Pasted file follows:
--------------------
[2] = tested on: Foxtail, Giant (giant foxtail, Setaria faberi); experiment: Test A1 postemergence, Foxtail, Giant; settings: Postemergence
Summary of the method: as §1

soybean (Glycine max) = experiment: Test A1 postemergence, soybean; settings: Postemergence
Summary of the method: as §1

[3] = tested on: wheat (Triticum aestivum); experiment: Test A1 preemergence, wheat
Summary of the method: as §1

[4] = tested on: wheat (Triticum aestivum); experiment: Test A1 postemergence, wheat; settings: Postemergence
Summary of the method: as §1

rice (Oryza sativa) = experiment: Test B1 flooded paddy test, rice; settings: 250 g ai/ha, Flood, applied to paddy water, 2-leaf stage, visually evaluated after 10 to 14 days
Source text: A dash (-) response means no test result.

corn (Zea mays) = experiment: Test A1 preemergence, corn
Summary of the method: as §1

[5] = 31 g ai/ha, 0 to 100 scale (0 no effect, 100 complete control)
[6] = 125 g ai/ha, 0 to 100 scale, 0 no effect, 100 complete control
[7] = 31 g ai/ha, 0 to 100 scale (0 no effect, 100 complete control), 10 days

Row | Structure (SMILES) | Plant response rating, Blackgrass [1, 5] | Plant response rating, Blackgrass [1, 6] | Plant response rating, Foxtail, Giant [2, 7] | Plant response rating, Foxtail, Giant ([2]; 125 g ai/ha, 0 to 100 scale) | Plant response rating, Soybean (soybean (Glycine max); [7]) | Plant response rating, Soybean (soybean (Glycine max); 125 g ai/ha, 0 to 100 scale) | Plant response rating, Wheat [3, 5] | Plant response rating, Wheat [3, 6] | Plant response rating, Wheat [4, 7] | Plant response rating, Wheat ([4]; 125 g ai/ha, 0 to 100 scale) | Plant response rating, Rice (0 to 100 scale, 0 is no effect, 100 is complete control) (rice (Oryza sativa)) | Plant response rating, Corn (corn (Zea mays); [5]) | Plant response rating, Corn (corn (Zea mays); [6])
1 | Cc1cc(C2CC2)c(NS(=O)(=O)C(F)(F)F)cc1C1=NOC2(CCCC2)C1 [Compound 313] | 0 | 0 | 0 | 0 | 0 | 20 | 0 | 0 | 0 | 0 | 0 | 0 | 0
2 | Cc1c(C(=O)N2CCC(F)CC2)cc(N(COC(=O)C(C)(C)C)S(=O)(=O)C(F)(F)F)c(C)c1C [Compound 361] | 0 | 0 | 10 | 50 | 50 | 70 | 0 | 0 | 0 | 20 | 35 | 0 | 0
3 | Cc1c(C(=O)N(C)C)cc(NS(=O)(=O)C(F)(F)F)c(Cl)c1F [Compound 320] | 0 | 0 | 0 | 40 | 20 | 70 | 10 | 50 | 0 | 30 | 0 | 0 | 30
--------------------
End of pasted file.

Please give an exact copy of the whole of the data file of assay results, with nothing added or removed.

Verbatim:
[2] = tested on: Foxtail, Giant (giant foxtail, Setaria faberi); experiment: Test A1 postemergence, Foxtail, Giant; settings: Postemergence
Summary of the method: as §1

soybean (Glycine max) = experiment: Test A1 postemergence, soybean; settings: Postemergence
Summary of the method: as §1

[3] = tested on: wheat (Triticum aestivum); experiment: Test A1 preemergence, wheat
Summary of the method: as §1

[4] = tested on: wheat (Triticum aestivum); experiment: Test A1 postemergence, wheat; settings: Postemergence
Summary of the method: as §1

rice (Oryza sativa) = experiment: Test B1 flooded paddy test, rice; settings: 250 g ai/ha, Flood, applied to paddy water, 2-leaf stage, visually evaluated after 10 to 14 days
Source text: A dash (-) response means no test result.

corn (Zea mays) = experiment: Test A1 preemergence, corn
Summary of the method: as §1

[5] = 31 g ai/ha, 0 to 100 scale (0 no effect, 100 complete control)
[6] = 125 g ai/ha, 0 to 100 scale, 0 no effect, 100 complete control
[7] = 31 g ai/ha, 0 to 100 scale (0 no effect, 100 complete control), 10 days

Row | Structure (SMILES) | Plant response rating, Blackgrass [1, 5] | Plant response rating, Blackgrass [1, 6] | Plant response rating, Foxtail, Giant [2, 7] | Plant response rating, Foxtail, Giant ([2]; 125 g ai/ha, 0 to 100 scale) | Plant response rating, Soybean (soybean (Glycine max); [7]) | Plant response rating, Soybean (soybean (Glycine max); 125 g ai/ha, 0 to 100 scale) | Plant response rating, Wheat [3, 5] | Plant response rating, Wheat [3, 6] | Plant response rating, Wheat [4, 7] | Plant response rating, Wheat ([4]; 125 g ai/ha, 0 to 100 scale) | Plant response rating, Rice (0 to 100 scale, 0 is no effect, 100 is complete control) (rice (Oryza sativa)) | Plant response rating, Corn (corn (Zea mays); [5]) | Plant response rating, Corn (corn (Zea mays); [6])
1 | Cc1cc(C2CC2)c(NS(=O)(=O)C(F)(F)F)cc1C1=NOC2(CCCC2)C1 [Compound 313] | 0 | 0 | 0 | 0 | 0 | 20 | 0 | 0 | 0 | 0 | 0 | 0 | 0
2 | Cc1c(C(=O)N2CCC(F)CC2)cc(N(COC(=O)C(C)(C)C)S(=O)(=O)C(F)(F)F)c(C)c1C [Compound 361] | 0 | 0 | 10 | 50 | 50 | 70 | 0 | 0 | 0 | 20 | 35 | 0 | 0
3 | Cc1c(C(=O)N(C)C)cc(NS(=O)(=O)C(F)(F)F)c(Cl)c1F [Compound 320] | 0 | 0 | 0 | 40 | 20 | 70 | 10 | 50 | 0 | 30 | 0 | 0 | 30